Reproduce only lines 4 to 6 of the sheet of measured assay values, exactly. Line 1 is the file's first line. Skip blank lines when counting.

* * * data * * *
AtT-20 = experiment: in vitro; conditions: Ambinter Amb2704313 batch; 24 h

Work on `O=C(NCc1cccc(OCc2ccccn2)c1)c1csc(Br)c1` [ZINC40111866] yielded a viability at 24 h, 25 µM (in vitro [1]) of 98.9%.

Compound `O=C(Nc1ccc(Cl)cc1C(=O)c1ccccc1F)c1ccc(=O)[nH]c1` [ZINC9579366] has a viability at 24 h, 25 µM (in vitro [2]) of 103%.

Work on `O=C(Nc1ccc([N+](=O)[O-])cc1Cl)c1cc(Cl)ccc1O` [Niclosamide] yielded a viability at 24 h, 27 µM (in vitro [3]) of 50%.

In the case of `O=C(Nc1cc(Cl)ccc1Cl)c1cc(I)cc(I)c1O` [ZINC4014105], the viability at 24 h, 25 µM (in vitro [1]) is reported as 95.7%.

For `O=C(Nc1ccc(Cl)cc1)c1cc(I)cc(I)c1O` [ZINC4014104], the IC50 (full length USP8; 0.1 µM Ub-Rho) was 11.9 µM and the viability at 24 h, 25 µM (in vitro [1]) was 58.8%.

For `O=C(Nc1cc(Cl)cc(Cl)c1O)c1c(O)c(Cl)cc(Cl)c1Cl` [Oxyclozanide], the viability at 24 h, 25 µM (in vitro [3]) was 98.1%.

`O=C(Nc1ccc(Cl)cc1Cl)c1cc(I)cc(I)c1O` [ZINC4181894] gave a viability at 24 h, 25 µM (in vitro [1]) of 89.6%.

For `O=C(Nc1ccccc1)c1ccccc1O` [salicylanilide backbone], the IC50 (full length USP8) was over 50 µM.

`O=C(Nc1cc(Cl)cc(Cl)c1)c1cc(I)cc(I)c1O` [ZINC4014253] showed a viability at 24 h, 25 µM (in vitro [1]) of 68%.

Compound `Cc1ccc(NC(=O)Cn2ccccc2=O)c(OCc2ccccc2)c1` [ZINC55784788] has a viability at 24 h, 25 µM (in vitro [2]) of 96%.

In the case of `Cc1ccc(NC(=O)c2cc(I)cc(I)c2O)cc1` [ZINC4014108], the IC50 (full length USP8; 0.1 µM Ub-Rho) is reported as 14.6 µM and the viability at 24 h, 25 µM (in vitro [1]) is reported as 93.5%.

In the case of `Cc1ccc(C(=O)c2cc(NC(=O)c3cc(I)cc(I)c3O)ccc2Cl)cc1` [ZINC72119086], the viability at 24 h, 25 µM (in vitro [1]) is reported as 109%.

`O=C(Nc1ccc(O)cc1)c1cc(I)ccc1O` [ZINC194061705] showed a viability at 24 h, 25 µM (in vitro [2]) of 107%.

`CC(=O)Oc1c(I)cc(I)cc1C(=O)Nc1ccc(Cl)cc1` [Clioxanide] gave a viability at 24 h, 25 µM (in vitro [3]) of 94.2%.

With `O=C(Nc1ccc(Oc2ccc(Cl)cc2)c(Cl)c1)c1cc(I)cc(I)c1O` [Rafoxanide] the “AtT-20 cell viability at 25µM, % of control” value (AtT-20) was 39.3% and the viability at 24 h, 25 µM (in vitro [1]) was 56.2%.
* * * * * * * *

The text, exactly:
Work on `O=C(Nc1ccc([N+](=O)[O-])cc1Cl)c1cc(Cl)ccc1O` [Niclosamide] yielded a viability at 24 h, 27 µM (in vitro [3]) of 50%.

In the case of `O=C(Nc1cc(Cl)ccc1Cl)c1cc(I)cc(I)c1O` [ZINC4014105], the viability at 24 h, 25 µM (in vitro [1]) is reported as 95.7%.

For `O=C(Nc1ccc(Cl)cc1)c1cc(I)cc(I)c1O` [ZINC4014104], the IC50 (full length USP8; 0.1 µM Ub-Rho) was 11.9 µM and the viability at 24 h, 25 µM (in vitro [1]) was 58.8%.